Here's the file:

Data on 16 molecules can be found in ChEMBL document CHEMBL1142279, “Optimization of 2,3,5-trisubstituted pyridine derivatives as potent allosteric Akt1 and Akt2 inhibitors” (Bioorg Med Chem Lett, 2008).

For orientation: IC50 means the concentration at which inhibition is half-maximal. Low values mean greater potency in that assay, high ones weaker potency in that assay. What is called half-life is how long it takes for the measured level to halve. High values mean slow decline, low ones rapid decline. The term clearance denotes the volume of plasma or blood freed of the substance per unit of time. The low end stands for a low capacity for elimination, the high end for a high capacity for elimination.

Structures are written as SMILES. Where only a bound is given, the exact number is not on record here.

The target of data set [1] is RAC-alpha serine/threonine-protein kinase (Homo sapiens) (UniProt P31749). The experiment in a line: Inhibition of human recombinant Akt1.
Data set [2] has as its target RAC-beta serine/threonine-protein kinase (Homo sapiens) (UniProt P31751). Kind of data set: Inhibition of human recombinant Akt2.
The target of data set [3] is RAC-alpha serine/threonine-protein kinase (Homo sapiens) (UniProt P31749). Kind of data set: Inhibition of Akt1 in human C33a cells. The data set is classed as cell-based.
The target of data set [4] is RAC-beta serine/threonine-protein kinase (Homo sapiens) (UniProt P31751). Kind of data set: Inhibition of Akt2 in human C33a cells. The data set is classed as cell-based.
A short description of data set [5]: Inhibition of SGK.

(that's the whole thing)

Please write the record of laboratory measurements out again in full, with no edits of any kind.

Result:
Data on 16 molecules can be found in ChEMBL document CHEMBL1142279, “Optimization of 2,3,5-trisubstituted pyridine derivatives as potent allosteric Akt1 and Akt2 inhibitors” (Bioorg Med Chem Lett, 2008).

For orientation: IC50 means the concentration at which inhibition is half-maximal. Low values mean greater potency in that assay, high ones weaker potency in that assay. What is called half-life is how long it takes for the measured level to halve. High values mean slow decline, low ones rapid decline. The term clearance denotes the volume of plasma or blood freed of the substance per unit of time. The low end stands for a low capacity for elimination, the high end for a high capacity for elimination.

Structures are written as SMILES. Where only a bound is given, the exact number is not on record here.

The target of data set [1] is RAC-alpha serine/threonine-protein kinase (Homo sapiens) (UniProt P31749). The experiment in a line: Inhibition of human recombinant Akt1.
Data set [2] has as its target RAC-beta serine/threonine-protein kinase (Homo sapiens) (UniProt P31751). Kind of data set: Inhibition of human recombinant Akt2.
The target of data set [3] is RAC-alpha serine/threonine-protein kinase (Homo sapiens) (UniProt P31749). Kind of data set: Inhibition of Akt1 in human C33a cells. The data set is classed as cell-based.
The target of data set [4] is RAC-beta serine/threonine-protein kinase (Homo sapiens) (UniProt P31751). Kind of data set: Inhibition of Akt2 in human C33a cells. The data set is classed as cell-based.
A short description of data set [5]: Inhibition of SGK.